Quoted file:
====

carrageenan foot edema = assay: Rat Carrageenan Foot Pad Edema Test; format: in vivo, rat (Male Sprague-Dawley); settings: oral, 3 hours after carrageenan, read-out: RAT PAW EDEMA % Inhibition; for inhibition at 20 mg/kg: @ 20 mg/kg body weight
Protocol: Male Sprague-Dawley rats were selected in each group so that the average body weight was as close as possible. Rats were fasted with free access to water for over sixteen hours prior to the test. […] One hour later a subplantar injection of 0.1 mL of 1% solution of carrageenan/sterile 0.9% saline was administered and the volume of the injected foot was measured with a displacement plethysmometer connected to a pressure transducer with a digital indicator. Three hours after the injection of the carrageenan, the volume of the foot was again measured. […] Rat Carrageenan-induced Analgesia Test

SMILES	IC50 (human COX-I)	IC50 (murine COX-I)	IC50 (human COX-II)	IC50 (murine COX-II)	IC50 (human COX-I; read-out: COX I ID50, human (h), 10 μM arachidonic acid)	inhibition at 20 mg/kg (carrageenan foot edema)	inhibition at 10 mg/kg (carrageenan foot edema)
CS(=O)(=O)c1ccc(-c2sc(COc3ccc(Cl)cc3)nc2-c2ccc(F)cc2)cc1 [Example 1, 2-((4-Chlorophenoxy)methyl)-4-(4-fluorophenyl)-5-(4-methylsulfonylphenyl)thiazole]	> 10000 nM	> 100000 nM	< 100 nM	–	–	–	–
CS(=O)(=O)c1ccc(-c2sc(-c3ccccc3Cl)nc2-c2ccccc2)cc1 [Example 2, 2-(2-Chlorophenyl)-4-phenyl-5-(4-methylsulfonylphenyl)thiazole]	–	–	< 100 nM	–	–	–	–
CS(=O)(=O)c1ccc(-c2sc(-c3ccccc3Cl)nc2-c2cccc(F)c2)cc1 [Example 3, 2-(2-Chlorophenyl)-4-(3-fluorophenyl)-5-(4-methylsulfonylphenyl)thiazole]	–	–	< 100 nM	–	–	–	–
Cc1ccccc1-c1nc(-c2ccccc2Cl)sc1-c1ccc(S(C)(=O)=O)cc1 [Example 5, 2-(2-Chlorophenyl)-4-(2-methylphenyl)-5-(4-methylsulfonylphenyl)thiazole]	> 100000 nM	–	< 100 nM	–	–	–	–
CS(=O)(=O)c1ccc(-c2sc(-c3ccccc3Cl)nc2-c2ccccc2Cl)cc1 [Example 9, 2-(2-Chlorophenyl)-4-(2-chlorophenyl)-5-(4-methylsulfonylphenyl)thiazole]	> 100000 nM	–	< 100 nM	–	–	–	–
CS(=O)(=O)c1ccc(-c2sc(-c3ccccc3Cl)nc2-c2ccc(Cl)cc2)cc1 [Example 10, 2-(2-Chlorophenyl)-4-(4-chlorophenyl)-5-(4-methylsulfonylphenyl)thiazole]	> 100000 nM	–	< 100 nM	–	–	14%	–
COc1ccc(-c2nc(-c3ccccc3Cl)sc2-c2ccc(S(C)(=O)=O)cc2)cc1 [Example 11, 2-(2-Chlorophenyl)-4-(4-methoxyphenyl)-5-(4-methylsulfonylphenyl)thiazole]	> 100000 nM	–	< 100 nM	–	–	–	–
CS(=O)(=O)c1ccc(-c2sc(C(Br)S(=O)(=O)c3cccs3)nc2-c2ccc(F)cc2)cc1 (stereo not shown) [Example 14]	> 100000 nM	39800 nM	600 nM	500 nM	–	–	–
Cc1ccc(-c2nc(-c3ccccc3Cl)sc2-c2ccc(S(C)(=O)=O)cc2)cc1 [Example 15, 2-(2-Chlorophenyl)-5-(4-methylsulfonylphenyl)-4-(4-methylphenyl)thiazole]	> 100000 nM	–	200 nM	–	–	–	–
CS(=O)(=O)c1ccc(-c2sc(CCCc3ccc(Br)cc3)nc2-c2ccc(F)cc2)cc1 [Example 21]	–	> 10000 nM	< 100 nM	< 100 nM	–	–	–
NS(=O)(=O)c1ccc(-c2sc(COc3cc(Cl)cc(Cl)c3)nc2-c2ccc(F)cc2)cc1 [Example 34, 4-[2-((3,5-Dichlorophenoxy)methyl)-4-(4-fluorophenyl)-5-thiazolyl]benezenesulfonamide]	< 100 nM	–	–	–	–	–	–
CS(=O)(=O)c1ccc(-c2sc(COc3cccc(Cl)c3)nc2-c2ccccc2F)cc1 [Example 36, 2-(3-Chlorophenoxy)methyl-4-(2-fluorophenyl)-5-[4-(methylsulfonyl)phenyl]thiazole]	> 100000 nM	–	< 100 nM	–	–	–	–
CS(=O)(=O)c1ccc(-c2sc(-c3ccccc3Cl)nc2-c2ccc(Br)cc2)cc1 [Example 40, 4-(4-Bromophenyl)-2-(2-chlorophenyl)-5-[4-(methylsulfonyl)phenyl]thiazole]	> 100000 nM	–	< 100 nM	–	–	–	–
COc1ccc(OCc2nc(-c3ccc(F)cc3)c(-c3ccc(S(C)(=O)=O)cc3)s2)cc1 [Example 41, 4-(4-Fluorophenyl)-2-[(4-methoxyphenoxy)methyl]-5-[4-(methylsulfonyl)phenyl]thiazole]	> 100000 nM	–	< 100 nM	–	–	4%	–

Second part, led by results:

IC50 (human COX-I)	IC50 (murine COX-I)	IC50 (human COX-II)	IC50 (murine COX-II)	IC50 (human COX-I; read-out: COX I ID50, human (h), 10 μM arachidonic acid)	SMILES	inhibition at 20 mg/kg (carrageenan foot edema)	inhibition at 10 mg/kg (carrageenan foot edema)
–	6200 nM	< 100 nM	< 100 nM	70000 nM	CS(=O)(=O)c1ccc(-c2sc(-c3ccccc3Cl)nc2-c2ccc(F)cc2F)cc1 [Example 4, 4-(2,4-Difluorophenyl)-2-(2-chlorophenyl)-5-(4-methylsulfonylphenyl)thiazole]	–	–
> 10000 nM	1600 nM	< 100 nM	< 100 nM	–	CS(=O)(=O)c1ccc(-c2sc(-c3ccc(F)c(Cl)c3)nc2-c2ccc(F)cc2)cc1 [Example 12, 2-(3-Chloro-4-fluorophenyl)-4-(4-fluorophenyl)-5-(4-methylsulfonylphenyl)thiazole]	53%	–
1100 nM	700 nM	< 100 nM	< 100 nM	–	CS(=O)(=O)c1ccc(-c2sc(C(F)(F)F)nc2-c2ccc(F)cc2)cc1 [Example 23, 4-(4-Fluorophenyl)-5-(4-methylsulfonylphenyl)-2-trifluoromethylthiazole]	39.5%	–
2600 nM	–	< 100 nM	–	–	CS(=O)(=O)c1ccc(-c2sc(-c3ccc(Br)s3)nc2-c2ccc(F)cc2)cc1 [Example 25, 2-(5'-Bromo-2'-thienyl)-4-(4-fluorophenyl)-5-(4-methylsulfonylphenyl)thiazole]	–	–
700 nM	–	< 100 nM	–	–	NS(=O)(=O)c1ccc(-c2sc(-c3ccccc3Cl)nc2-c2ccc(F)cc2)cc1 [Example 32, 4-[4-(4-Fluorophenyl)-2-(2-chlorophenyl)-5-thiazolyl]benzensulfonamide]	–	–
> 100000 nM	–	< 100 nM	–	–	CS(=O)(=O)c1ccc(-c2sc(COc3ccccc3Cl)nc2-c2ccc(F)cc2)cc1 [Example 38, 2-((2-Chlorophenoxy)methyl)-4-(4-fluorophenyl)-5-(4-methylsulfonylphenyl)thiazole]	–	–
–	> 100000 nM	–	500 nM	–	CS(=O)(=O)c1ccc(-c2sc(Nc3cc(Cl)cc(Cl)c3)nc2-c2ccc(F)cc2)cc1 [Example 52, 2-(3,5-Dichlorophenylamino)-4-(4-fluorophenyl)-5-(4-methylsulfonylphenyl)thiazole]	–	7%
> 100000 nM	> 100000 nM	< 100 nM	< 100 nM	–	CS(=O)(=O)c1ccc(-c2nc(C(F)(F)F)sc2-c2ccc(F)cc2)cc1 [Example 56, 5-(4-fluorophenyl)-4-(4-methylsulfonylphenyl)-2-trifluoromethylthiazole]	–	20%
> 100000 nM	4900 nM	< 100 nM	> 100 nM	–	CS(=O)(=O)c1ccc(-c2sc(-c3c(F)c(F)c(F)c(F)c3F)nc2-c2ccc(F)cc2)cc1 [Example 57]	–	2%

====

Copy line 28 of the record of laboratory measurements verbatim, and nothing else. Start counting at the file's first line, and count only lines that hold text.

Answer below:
> 100000 nM	4900 nM	< 100 nM	> 100 nM	–	CS(=O)(=O)c1ccc(-c2sc(-c3c(F)c(F)c(F)c(F)c3F)nc2-c2ccc(F)cc2)cc1 [Example 57]	–	2%